scriptures and for prayer; and on the Sabbath religious services are conducted after the customary manner of the churches. Studies in natural theology and in the catechism also form a part of the college course. The religious atmosphere which surrounds the college is as genial and cheerful as the natural atmosphere which bathes the hills and valleys around in October days. It has no element of sectarianism or bigotry. Free alike from cant, from looseness and indifference, the religious tone of the college is altogether wholesome.
Williams, the westernmost of our New England colleges, blends in harmonious combination the puritan spirit of the East with the progressive spirit of the West, and offers to all who come to her doors an education based upon tried principles, and conducted in a healthful spirit. At his inauguration to the office of its presidency, Dr. Hopkins said, "I desire and shall labor that this may be a safe college; that here may be health, and cheerful study, and kind feelings, and pure morals." No words perhaps could better describe the character which, under his wise management, and that of his associates, the college has maintained.
President Carter's inaugural address contained an urgent plea for a professorship of the "History and Polity of the Hebrew Theocracy," and although the funds for such a professorship are still wanting, the college stands faithfully by the old traditions of reverence and worship and sound morality.
THE HUNTING OF THE STAG OF ŒNOË.
BY CLINTON SCOLLARD.
From proud Mycenæ's lion-guarded gate,
Where King Eurystheus reigned in regal state,
One springtime morn when every field was fair
And song-birds carolled in the azure air,
A man of mighty stature swiftly strode,
And took his way along the winding road
That led to well-walled Argos and the sea.
From Lerna's fens a salty breeze blew free,
And stirred the locks that fell his shoulders down
And wreathed his forehead like a golden crown.
Upon his shield—a sight to hold men mute—
Was seen the head of the Nemean brute;
Within one hand a gnarlèd club he bore,
Hewn from an oak bole in the forest hoar.
The shafts of Hermes, and the wondrous bow,
The helm of Vulcan with its fiery glow,
The fine-wrought peplus fluttering in the breeze,
Proclaimed the hero valiant Hercules.
Beside the torrent Perseia that won
Its way to join the sweet Asterion,
Through flowery meads and field of greening grain,
The hero's pathway led him o'er the plain;
But ere the walls of Argos met his view,
Or ere he saw the Ægean shining blue,
He turned, and toward the mountain peaks that rose
Along the far horizon, capped with snows
Of lands Arcadian, pursued his quest.
And many days he fared with meagre rest
Taken in starlit hours 'neath forest boughs,
Where nightly Queen Titania's elves carouse.
By day he hasted with unflagging pace
Through woodland depths where Dian's hounds gave chase
To startled deer, through fields by yeomen tilled,
Through vineyards whence the winepress would be filled
When teeming Autumn with her purple fine
Had tinged the grape upon the yielding vine;
Through olive groves that, in good time, would bear
A bounteous fruitage 'neath the pruner's care:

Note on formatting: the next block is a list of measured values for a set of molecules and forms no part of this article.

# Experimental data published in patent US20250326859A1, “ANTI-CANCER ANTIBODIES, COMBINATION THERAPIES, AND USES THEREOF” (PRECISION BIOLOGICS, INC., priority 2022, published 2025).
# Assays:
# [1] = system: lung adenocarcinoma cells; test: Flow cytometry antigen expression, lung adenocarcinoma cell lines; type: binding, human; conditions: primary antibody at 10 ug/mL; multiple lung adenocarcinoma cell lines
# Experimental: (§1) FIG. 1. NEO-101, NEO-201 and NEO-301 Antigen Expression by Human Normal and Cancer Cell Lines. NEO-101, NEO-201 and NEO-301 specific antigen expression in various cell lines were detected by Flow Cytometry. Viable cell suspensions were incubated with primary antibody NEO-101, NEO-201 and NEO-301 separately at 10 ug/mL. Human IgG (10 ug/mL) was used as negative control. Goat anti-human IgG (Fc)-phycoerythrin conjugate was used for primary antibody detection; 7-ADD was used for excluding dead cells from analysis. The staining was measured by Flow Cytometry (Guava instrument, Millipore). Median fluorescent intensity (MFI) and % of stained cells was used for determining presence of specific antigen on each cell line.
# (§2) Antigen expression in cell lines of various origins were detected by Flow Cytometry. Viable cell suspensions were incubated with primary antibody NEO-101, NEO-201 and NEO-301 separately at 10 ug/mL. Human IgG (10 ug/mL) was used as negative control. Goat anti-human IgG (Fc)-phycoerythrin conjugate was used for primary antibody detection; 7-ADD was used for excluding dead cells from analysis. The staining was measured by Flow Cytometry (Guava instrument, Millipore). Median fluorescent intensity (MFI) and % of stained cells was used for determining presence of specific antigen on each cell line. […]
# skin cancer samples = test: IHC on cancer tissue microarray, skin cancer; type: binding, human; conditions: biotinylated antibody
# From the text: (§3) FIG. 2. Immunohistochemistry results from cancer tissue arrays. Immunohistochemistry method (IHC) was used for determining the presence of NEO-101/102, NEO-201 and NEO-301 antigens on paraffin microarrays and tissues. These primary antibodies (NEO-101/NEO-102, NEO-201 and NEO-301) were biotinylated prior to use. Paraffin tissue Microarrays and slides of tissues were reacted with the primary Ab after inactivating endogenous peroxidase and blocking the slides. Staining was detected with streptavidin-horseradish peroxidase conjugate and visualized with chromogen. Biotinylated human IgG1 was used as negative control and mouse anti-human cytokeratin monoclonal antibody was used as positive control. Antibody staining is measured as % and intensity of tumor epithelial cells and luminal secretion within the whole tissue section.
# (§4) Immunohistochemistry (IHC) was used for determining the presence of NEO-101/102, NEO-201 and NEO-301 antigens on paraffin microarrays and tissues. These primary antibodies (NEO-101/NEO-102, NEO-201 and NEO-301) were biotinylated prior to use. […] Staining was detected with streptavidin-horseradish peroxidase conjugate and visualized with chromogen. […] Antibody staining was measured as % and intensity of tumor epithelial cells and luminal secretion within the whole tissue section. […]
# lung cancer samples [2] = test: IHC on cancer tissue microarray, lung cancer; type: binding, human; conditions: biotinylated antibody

And those who saw him as he sped along
Paused 'mid their work, or hushed the jocund song
To do him homage. None in all the land
But felt the blessings that his potent hand
Had widely wrought; remote were they and few
But that his face and stately presence knew.
Where'er his many wanderings led, he heard
In field or household no unwelcome word;
Whene'er he came, though bread and wine were spent,
He saw no frown nor look of ill content.
At last, when many nights the vernal moon
Had risen and set, and song-birds presaged June,
One sultry eve the weary hero came
To mountain hamlet where his matchless fame
Had been on all men's lips, but where his face
Was known to none; and in the market-place
He found a throng with wreaths and garlands bound,
And one who blew with clear, harmonious sound
Upon a hollow reed. Amidst the folk
A goodly ox, unfettered by the yoke,
Stood gayly decked with flowers in skilful wise
As though prepared for godly sacrifice.
When they beheld the noble-visaged man,
They bade him join the festal rites of Pan;
For some at heart believed that he might be,
In mortal guise, a heavenly deity;
And much they marveled at his kingly mien,
As with the throng he sought the forest green.
Within a glade where drooping birches stirred
Their silvery leaves, and where the drowsy bird
Sang plaintively a tender twilight lay,
An altar stood entwined by tendrils gay.
And soon thereon the mighty ox, new-slain,
Was sprinkled o'er with wine and barley grain;
Then one, amid the sound of choral song,
The seemly leader of the pastoral throng,
With reverent hand brought forth the sacred fire,
And prayerful knelt and lit the holy pyre.
Amid the roar of sacrificial flame
The devotees besought their God by name;
And while they worshipped, Hercules unheard,
Through flowering, fragrant thickets scarcely stirred
By evening's breezes, softly slipped away,
His vows fulfilled. The golden orb of day
Had ceased to flush the placid western sky;
With slowly lengthening shadows night drew nigh,
But still the hero with unslackened stride
Went hurrying onward, till a